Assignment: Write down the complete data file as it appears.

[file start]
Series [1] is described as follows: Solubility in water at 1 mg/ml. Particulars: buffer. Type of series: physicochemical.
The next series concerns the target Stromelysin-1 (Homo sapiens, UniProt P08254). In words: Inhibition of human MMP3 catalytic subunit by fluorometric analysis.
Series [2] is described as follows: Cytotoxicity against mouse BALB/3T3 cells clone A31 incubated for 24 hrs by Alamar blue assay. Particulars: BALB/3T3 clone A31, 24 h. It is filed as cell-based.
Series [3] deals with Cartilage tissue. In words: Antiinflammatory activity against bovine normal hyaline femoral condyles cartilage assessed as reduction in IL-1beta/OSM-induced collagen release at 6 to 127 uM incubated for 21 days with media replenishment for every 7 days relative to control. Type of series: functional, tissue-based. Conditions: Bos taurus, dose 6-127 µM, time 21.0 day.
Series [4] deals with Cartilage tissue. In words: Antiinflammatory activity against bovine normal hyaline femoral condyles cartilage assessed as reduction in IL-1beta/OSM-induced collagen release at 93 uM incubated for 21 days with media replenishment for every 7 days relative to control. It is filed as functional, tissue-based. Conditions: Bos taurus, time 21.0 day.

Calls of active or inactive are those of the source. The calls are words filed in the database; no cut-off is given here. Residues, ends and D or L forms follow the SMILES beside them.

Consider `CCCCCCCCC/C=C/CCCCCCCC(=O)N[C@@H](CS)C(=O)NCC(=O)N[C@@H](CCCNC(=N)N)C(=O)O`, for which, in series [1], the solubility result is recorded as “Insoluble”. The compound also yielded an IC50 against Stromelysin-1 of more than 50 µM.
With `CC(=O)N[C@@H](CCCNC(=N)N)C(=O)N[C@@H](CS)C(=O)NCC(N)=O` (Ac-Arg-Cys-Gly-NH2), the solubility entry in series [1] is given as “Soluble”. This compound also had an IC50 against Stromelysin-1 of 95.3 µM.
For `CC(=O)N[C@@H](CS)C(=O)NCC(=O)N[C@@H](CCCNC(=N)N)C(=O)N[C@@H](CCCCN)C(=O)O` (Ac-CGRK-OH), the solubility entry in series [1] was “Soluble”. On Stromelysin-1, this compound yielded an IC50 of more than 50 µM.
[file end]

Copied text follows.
Series [1] is described as follows: Solubility in water at 1 mg/ml. Particulars: buffer. Type of series: physicochemical.
The next series concerns the target Stromelysin-1 (Homo sapiens, UniProt P08254). In words: Inhibition of human MMP3 catalytic subunit by fluorometric analysis.
Series [2] is described as follows: Cytotoxicity against mouse BALB/3T3 cells clone A31 incubated for 24 hrs by Alamar blue assay. Particulars: BALB/3T3 clone A31, 24 h. It is filed as cell-based.
Series [3] deals with Cartilage tissue. In words: Antiinflammatory activity against bovine normal hyaline femoral condyles cartilage assessed as reduction in IL-1beta/OSM-induced collagen release at 6 to 127 uM incubated for 21 days with media replenishment for every 7 days relative to control. Type of series: functional, tissue-based. Conditions: Bos taurus, dose 6-127 µM, time 21.0 day.
Series [4] deals with Cartilage tissue. In words: Antiinflammatory activity against bovine normal hyaline femoral condyles cartilage assessed as reduction in IL-1beta/OSM-induced collagen release at 93 uM incubated for 21 days with media replenishment for every 7 days relative to control. It is filed as functional, tissue-based. Conditions: Bos taurus, time 21.0 day.

Calls of active or inactive are those of the source. The calls are words filed in the database; no cut-off is given here. Residues, ends and D or L forms follow the SMILES beside them.

Consider `CCCCCCCCC/C=C/CCCCCCCC(=O)N[C@@H](CS)C(=O)NCC(=O)N[C@@H](CCCNC(=N)N)C(=O)O`, for which, in series [1], the solubility result is recorded as “Insoluble”. The compound also yielded an IC50 against Stromelysin-1 of more than 50 µM.
With `CC(=O)N[C@@H](CCCNC(=N)N)C(=O)N[C@@H](CS)C(=O)NCC(N)=O` (Ac-Arg-Cys-Gly-NH2), the solubility entry in series [1] is given as “Soluble”. This compound also had an IC50 against Stromelysin-1 of 95.3 µM.
For `CC(=O)N[C@@H](CS)C(=O)NCC(=O)N[C@@H](CCCNC(=N)N)C(=O)N[C@@H](CCCCN)C(=O)O` (Ac-CGRK-OH), the solubility entry in series [1] was “Soluble”. On Stromelysin-1, this compound yielded an IC50 of more than 50 µM.